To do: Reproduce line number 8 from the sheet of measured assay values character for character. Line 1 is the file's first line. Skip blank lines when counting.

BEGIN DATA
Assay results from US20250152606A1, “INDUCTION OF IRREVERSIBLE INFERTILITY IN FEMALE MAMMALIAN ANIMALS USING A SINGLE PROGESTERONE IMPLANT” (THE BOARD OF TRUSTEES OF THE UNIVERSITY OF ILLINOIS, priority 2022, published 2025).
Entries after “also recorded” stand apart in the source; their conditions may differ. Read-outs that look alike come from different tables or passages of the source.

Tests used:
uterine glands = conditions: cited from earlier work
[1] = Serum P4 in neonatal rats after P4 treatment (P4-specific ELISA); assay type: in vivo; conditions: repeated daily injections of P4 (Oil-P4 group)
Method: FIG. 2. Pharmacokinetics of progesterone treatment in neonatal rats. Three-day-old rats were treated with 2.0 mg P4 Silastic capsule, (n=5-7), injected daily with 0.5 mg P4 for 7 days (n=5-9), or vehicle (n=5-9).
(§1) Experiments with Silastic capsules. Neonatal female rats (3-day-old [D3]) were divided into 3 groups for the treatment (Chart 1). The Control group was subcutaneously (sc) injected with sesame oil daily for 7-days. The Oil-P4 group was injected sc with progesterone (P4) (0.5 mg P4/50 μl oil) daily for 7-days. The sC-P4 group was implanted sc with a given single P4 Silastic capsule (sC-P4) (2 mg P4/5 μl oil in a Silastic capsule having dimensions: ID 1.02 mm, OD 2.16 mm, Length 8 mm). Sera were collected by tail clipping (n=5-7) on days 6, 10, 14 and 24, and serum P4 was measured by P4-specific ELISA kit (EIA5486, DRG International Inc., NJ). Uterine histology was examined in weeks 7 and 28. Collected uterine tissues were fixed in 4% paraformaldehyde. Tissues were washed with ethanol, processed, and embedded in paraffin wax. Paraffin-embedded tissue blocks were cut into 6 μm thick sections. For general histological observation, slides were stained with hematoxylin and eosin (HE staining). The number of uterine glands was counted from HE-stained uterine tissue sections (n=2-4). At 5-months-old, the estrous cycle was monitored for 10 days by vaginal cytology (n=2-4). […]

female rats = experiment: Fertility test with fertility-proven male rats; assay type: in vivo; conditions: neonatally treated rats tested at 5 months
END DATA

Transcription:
female rats = experiment: Fertility test with fertility-proven male rats; assay type: in vivo; conditions: neonatally treated rats tested at 5 months